# Analysis of literature data¶

Please, find here the Matlab functions to analyze results and to plot data from the following papers.

## Residual Burgers vector¶

### Kacher and Robertson (2012)¶

Kacher and Robertson analyzed slip transfer in 304 stainless steel (FCC structure), using in situ TEM deformation [3]. In this work, a bicrystal with a misorientation angle of 36° and misorientation axis of [-11, -22, -2] is characterized. Dislocation/grain boundary interactions are analysed and knowing the incoming system, the magnitude of residual dislocation Burgers vector is plotted in function of possible outgoing systems. Calculations are reproduced using the Matlab toolbox and obtained values are compared to Kacher’s results (see Figure 34).

### Patriarca et al. (2013)¶

Patriarca et al. analysed the deformation response of a FeCr polycrystal (BCC structure) by a combination of EBSD and digital image correlation (DIC) characterizations [6]. The magnitude of residual dislocation Burgers vector is plotted for numerous grain boundaries, knowing incoming and outgoing slips. Calculations are reproduced using the Matlab toolbox and results are compared to Patriarca’s results (see Figure 35).

### Kacher and Robertson (2014)¶

Kacher and Robertson analyzed slip transfer in alpha cp-Ti (HCP structure), using in situ TEM deformation [4]. In this work, a bicrystal with a misorientation angle of 32° and misorientation axis of [1, 5, -6, 16] is characterized. Dislocation/grain boundary interactions are analysed and knowing the incoming system, the magnitude of residual dislocation Burgers vector is plotted in function of possible outgoing systems. Calculations are reproduced using the Matlab toolbox and obtained values are compared to Kacher’s results (see Figure 36).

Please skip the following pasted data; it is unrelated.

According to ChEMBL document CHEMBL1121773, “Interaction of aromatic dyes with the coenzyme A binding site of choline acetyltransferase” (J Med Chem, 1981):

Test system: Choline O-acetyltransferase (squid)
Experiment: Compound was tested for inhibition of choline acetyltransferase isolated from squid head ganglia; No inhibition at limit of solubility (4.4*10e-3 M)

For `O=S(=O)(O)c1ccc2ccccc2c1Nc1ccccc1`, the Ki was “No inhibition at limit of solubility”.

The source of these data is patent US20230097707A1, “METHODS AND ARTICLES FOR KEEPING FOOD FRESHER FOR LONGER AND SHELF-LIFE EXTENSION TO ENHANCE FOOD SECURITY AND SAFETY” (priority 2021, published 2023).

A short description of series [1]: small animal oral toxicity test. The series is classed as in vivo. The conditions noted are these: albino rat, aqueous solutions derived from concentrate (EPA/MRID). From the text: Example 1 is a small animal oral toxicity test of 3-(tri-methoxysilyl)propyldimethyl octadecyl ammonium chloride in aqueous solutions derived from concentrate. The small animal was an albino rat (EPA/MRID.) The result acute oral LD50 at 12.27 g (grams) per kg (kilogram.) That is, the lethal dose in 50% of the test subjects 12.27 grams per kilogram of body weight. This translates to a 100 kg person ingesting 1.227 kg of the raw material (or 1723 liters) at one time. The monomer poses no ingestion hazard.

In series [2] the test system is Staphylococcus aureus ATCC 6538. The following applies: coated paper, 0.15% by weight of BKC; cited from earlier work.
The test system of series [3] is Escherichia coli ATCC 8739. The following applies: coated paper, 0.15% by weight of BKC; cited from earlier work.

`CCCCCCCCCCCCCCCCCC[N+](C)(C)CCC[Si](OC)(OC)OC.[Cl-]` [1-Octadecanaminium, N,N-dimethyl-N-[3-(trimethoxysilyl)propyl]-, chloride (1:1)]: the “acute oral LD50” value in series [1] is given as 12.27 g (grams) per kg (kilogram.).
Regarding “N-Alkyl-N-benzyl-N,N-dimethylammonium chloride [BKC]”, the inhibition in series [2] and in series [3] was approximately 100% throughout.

### Cui et al. (2014)¶

Cui et al. analyzed slip transfer in proton-irradiated 13Cr15Ni stainless steel (fcc structure), using in situ TEM deformation [1]. In this work, two bicrystals with respectively a misorientation angles of 60° and 40° and a misorientation axis of [1, 1, -1] and [1, 0, 1] are characterized. Dislocation/grain boundary interactions are analysed and knowing the incoming system, the magnitude of residual dislocation Burgers vector is plotted in function of possible outgoing systems. Calculations are reproduced using the Matlab toolbox and obtained values are compared to Cui’s results (see Figure 37).

## m’ factor¶

### Guo et al. (2014)¶

Guo et al. analyzed slip transfer in cp-Ti (HCP structure), by tensile test combined to in situ digital image correlation (DIC) [2]. In this work, many bicrystals are characterized and slip band–grain boundary interactions are analyzed in term of stress concentration along the slip plane direction. The \(m'\) factor is used to quantify the transmissivity across the GBs and calculations are reproduced using the Matlab toolbox (see Figure 38).

[1] | B. Cui et al., “Influence of irradiation damage on slip transfer across grain boundaries.”, Acta Materialia (2014), 65, pp. 150-160. |

[2] | Y. Guo et al., “Slip band–grain boundary interactions in commercial-purity titanium.”, Acta Materialia (2014), 76, pp. 1-12. |

[3] | J. Kacher and I.M. Robertson, “Quasi-four-dimensional analysis of dislocation interactions with grain boundaries in 304 stainless steel.”, Acta Materialia (2012), 60(19), pp. 6657–6672. |

[4] | J. Kacher and I.M. Robertson, “In situ and tomographic analysis of dislocation/grain boundary interactions in α-titanium.”, Philosophical Magazine (2014), 94(8), pp. 814-829. |

[5] | T. Kehagias et al., “Slip transfer across low-angle grain boundaries of deformed titanium.”, Interface Science (1995), 3(3), pp. 195-201. |

[6] | L. Patriarca et al., “Slip transmission in bcc FeCr polycrystal.”, Materials Science&Engineering (2013), A588, pp. 308–317. |